The Race for Small Data in the Internet of Things

The wireless world is all about speed and quantity. The evolution of wireless networks is the history of trying to transmit ever- greater quantities of data at faster speeds. It was once viewed as revolutionary that suitcase-size “mobile” phones could make poor-quality voice calls without wires.

Now, with the latest 4G cellular networks, we can access the internet, communicate with the world, and watch the latest videos over our svelte smartphones.

And, the new 5G networks on the horizon promise speeds measured in multiple gigabits per second, latency in the single-digit milliseconds, and the capacity to handle 1,000 times more consumption than current network technologies. Industry pundits predict that 5G promises to bring the Internet of Things (IoT) world alive, enabling new IoT opportunities such as robotics and autonomous vehicles.

This exciting new future for mobile networks may be great for data-hungry smartphone users and “sexy” new IoT applications, but the majority of IoT applications are pretty pedestrian, or, as some might say, old school. From a network connectivity perspective, this huge body of sensors transmits very little data at slow rates.

Moisture sensors buried in farmers’ fields indicate when they need to be irrigated, trash bins communicate whether they need to be emptied, and embedded parking sensors indicate when a parking spot is available. Most of these sensors don’t have ready access to power, so they need to have very low-power consumption to ensure that their batteries last for years.

Do you really want to be ripping up agricultural fields or water distribution networks every couple of months to replace batteries? While the high-speed world of futuristic IoT applications sounds exciting, it is really this mass of connected “small data” sensors that is truly going to deliver on the social and economic promise of the IoT revolution.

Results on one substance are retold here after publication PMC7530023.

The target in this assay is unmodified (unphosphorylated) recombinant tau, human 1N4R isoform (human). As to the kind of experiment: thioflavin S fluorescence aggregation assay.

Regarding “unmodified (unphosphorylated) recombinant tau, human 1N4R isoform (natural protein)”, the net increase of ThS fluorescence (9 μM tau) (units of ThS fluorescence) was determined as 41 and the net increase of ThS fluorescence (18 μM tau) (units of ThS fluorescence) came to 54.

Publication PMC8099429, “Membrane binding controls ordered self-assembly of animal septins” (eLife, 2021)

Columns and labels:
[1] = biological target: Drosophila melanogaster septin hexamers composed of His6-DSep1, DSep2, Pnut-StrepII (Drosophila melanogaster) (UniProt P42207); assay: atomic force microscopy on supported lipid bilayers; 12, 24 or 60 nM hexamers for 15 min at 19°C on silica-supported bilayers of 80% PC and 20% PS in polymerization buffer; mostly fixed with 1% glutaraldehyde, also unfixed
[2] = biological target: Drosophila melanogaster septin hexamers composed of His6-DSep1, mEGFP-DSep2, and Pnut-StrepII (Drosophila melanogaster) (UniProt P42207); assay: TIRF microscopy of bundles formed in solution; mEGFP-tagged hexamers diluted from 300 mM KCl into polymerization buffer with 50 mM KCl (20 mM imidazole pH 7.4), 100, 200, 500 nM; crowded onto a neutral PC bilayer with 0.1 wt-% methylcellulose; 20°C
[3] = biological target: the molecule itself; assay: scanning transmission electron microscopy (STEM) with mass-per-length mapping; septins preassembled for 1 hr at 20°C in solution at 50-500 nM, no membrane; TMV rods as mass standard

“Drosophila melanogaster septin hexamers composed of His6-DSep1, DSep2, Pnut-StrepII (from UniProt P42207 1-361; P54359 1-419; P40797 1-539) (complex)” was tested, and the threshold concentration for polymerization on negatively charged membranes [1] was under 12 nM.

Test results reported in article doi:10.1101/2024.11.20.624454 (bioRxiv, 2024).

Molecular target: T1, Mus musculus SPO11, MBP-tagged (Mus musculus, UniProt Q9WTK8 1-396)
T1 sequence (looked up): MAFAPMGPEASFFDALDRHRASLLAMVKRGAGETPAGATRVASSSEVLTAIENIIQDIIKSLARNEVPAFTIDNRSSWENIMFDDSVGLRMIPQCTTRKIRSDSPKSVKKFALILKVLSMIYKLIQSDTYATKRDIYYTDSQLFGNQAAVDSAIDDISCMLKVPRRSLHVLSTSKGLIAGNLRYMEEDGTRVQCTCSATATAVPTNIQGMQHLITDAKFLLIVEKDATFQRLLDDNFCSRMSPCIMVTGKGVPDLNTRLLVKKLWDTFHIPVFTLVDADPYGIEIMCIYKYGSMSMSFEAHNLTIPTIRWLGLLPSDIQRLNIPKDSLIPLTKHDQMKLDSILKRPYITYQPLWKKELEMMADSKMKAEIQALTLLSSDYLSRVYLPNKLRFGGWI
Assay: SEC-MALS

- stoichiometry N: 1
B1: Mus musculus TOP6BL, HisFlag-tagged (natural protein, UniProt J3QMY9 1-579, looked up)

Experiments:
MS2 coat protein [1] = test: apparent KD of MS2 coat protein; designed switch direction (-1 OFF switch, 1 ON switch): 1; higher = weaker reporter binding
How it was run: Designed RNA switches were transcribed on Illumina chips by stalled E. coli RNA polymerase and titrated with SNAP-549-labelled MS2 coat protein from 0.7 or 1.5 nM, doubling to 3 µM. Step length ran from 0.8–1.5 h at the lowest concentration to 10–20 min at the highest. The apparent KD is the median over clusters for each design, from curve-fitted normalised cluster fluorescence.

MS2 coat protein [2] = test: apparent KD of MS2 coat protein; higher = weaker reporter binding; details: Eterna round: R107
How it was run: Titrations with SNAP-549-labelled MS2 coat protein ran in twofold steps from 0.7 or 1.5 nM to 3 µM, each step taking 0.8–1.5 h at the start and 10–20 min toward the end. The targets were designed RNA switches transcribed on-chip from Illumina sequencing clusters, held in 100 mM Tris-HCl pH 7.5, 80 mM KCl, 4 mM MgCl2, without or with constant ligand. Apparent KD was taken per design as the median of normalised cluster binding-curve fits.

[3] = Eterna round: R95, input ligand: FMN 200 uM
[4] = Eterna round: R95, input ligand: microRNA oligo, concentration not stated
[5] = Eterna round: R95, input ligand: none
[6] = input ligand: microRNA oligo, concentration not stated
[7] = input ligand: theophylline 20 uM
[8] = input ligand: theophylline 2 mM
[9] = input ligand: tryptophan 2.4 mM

The problem is how to effectively connect this “small data” IoT world. Cellular networks have been fantastic for creating our wireless world but they are not very well adapted for much of the IoT world. These networks and devices consume a fair bit of power, they are costly to build and operate, they have a fair bit of unnecessary technology overhead, and their coverage is typically confined to areas populated by people, not necessarily sensors. The race is now on to deliver alternative, better-suited networks to the rapidly growing “small data” IoT connected world.

There are currently three network technologies vying to connect the small data world. All of these networks cover wide areas (up to 30 kilometers and more per base station), require very low power (the batteries of attached devices can last for years), and transmit very low amounts of data (10–100 bytes) at slow speeds. SigFox is a French company that uses proprietary technology to build and operate its own networks, selling access to IoT users. SigFox currently claims the world’s largest IoT network, covering much of Europe and Australia, and has ambitious plans to blanket the U.S. LoRa is an alliance of manufacturers, vendors, and operators who collaborate to create an open, global standard and certification process. Operators, enterprises, and others can use their certified equipment to build and operate their own LoRa network. Lastly, the GSMA, the association that represents the world’s cellular operators and vendors, has been frantically working with the global standards body to create the yet-to-be-released Narrow-Band IoT (NB-IoT), which will be compatible with current cellular standards and deployments.

The world’s mobile operators are in a precarious position; they know that wireless connectivity is essential to the IoT revolution but recognize that their bread-and-butter cellular networks will only take them so far. They also need to be able to connect the small data IoT world. Despite unclear business cases, operators around the world are launching these alternative IoT networks using one of the three network technologies. While it is not yet obvious how they will make money, besides the very low access fees, they recognize that there is a “land grab” happening that will define who will connect the small data IoT world.

It is not certain which technologies or which providers will win in the race to connect the small data world. Nonetheless, it is certain that the small data world is the backbone of the IoT revolution and without effectively connecting this world, the revolution will never be realized.

This article first appeared in the Summer issue of Big Data Quarterly Magazine

Image courtesy of Shutterstock.


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